This is the question of the hour. Why have I decided to start a technology blog? Certainly there is no shortage of these on the Internet. I guess it’s just my calling. I want to highlight what it is that drives and motivates me. Besides the love for God, my wife, and my children, technology certainly has been an important part of my life. You could call it a passion, my desire to know all there is to know about the latest technology and gadgets. I’m especially passionate about virtualization and network technologies. VMware, Hyper-V, ProxMox (KVM & LXC\Docker) all are of significant interest in my realm. Routers, Switches, Firewalls\IPS\IDS…I truly enjoy building, configuring, and troubleshooting networks...Read More
I live in the world of technology. From the time I was a young boy, technology fascinated me. As a teenager in the mid-1980’s, computers were just starting to become affordable for use in the home. The Tandy TRS and Coco series, Commodore (Amiga\Vic 20\64\128), Atari (XL and ST series) are just a few names that caught my attention in the day. If I saw a computer somewhere, I just had to get my hands on it.
The first computer I ever really got to play with for any considerable time was the Commodore VIC-20. This machine connected to a television and was one of those all-in-one style cases that were common for the generation of hardware. It boasted a whopping 5kb of RAM, expandable only through the use of a cartridge port. This particular machine was owned by my Aunt and Uncle, and had no permanent storage. I would, therefore, spend great amounts of time keying in the sample BASIC programs in the back of the owners manual to yield a finished product, only to lose it all when the machine was shut off. Options were available to use cassette players as permanent storage, but since this wasn’t my computer, I was pretty much at the whim of the available hardware. More details about the Commodore VIC-20 available at Wikipedia here:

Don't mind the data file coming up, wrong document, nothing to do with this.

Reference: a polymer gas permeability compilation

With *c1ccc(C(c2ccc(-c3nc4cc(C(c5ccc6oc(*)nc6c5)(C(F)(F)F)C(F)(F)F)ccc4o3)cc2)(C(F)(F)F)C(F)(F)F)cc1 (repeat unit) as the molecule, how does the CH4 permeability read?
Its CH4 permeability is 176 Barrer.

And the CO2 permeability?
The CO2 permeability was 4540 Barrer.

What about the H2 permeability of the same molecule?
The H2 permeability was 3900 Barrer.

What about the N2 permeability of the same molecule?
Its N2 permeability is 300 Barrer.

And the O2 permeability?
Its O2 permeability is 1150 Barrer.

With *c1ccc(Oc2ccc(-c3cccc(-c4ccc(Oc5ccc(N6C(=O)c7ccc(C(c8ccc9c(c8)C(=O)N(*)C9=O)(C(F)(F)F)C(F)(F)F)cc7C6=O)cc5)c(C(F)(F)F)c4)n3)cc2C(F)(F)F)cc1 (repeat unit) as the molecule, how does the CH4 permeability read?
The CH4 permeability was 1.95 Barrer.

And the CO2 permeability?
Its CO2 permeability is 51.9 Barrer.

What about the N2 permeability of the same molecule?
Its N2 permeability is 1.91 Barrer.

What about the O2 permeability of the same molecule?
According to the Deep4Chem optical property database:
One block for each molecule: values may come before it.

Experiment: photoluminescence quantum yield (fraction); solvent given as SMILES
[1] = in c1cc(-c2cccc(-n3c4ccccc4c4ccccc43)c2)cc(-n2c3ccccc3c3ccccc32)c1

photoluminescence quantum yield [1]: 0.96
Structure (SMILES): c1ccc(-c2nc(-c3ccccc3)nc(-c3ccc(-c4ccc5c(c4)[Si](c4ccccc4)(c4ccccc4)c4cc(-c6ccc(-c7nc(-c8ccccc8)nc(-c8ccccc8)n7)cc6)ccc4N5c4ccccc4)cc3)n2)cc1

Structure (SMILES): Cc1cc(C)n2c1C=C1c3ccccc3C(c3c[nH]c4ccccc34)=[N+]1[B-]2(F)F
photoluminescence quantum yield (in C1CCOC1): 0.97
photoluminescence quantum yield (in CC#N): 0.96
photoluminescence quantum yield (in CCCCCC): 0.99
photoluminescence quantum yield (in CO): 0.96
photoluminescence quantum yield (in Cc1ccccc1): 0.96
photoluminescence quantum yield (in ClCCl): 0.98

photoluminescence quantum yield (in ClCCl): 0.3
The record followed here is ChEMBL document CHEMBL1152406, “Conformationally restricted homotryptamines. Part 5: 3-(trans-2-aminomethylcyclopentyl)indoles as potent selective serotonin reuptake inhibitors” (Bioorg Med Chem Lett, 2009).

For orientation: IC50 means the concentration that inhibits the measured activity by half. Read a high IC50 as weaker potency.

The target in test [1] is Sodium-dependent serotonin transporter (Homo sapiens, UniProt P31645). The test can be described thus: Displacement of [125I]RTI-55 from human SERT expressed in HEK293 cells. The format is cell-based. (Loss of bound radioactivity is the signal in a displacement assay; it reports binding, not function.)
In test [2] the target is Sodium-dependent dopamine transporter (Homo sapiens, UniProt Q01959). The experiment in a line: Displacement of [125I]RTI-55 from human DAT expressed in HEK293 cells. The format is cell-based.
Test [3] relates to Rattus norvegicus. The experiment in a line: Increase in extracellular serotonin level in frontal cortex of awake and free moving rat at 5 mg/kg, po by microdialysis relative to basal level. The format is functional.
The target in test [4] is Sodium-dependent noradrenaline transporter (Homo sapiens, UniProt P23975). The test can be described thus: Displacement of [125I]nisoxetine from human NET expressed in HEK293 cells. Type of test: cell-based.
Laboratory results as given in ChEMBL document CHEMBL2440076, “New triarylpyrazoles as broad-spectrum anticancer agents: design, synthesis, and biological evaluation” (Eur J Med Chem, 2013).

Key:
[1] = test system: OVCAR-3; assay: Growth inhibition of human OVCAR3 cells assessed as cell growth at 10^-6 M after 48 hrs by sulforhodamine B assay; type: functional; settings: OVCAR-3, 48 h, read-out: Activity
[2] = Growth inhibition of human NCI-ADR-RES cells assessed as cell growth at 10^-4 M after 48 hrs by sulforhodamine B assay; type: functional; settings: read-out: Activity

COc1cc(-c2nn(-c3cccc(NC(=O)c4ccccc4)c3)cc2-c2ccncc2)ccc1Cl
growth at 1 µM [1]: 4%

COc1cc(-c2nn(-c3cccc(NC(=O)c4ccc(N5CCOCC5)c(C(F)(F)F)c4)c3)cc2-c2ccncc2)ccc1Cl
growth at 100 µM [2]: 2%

In time, through the grace of a close friend whom I worked with, I obtained my own personal computer at home. It was a product of Tandy Corporation (aka Radio Shack) known as the Color Computer II (or “Coco” for short). This computer spent much of it’s time living on a table in the garage at my parents house. Much like the VIC-20, it too used a television as a monitor and had a cartridge system for expansion and applications. Permanent storage options existed in the form of cassette tapes as well as floppy disk and even a harddisk solution eventually showed up. Unfortunately, the floppy disk and harddisk solutions were extremely expensive. As a gift for Christmas one year, my Mom saved the money and purchased the floppy disk unit for the computer, and I was elated. I now had a reliable, permanent storage solution. This computer, while a great machine for it’s time, was also quite limited like the VIC-20, featuring only 64K of RAM. It was on this computer where I learned to write applications in BASIC. More details about the Tandy Color Computer 2 are available on Wikipedia at: